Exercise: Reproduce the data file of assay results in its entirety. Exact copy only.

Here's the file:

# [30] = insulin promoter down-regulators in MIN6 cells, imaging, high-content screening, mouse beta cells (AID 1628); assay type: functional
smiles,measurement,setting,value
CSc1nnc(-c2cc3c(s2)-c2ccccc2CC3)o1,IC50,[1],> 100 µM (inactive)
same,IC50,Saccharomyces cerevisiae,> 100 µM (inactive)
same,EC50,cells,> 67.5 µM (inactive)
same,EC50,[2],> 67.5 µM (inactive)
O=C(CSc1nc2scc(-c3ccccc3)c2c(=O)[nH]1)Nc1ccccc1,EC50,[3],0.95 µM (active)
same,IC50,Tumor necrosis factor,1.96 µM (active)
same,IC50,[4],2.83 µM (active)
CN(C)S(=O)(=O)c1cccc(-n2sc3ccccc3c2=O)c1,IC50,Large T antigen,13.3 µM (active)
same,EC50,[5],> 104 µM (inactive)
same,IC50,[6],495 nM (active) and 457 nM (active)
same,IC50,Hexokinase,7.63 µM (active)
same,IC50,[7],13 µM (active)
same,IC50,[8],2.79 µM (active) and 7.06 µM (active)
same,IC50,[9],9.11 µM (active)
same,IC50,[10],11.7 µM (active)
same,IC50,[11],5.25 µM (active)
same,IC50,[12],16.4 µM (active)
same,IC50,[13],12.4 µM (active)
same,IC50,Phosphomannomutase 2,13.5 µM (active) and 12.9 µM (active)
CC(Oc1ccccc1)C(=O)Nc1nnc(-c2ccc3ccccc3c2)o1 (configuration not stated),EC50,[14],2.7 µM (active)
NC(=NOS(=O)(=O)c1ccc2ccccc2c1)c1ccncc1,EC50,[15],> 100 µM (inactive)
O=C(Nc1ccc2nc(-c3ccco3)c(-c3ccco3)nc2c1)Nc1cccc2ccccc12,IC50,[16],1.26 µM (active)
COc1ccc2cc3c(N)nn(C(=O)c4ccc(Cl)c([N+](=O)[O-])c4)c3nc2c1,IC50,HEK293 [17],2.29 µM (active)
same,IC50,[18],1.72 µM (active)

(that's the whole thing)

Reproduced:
# [30] = insulin promoter down-regulators in MIN6 cells, imaging, high-content screening, mouse beta cells (AID 1628); assay type: functional
smiles,measurement,setting,value
CSc1nnc(-c2cc3c(s2)-c2ccccc2CC3)o1,IC50,[1],> 100 µM (inactive)
same,IC50,Saccharomyces cerevisiae,> 100 µM (inactive)
same,EC50,cells,> 67.5 µM (inactive)
same,EC50,[2],> 67.5 µM (inactive)
O=C(CSc1nc2scc(-c3ccccc3)c2c(=O)[nH]1)Nc1ccccc1,EC50,[3],0.95 µM (active)
same,IC50,Tumor necrosis factor,1.96 µM (active)
same,IC50,[4],2.83 µM (active)
CN(C)S(=O)(=O)c1cccc(-n2sc3ccccc3c2=O)c1,IC50,Large T antigen,13.3 µM (active)
same,EC50,[5],> 104 µM (inactive)
same,IC50,[6],495 nM (active) and 457 nM (active)
same,IC50,Hexokinase,7.63 µM (active)
same,IC50,[7],13 µM (active)
same,IC50,[8],2.79 µM (active) and 7.06 µM (active)
same,IC50,[9],9.11 µM (active)
same,IC50,[10],11.7 µM (active)
same,IC50,[11],5.25 µM (active)
same,IC50,[12],16.4 µM (active)
same,IC50,[13],12.4 µM (active)
same,IC50,Phosphomannomutase 2,13.5 µM (active) and 12.9 µM (active)
CC(Oc1ccccc1)C(=O)Nc1nnc(-c2ccc3ccccc3c2)o1 (configuration not stated),EC50,[14],2.7 µM (active)
NC(=NOS(=O)(=O)c1ccc2ccccc2c1)c1ccncc1,EC50,[15],> 100 µM (inactive)
O=C(Nc1ccc2nc(-c3ccco3)c(-c3ccco3)nc2c1)Nc1cccc2ccccc12,IC50,[16],1.26 µM (active)
COc1ccc2cc3c(N)nn(C(=O)c4ccc(Cl)c([N+](=O)[O-])c4)c3nc2c1,IC50,HEK293 [17],2.29 µM (active)
same,IC50,[18],1.72 µM (active)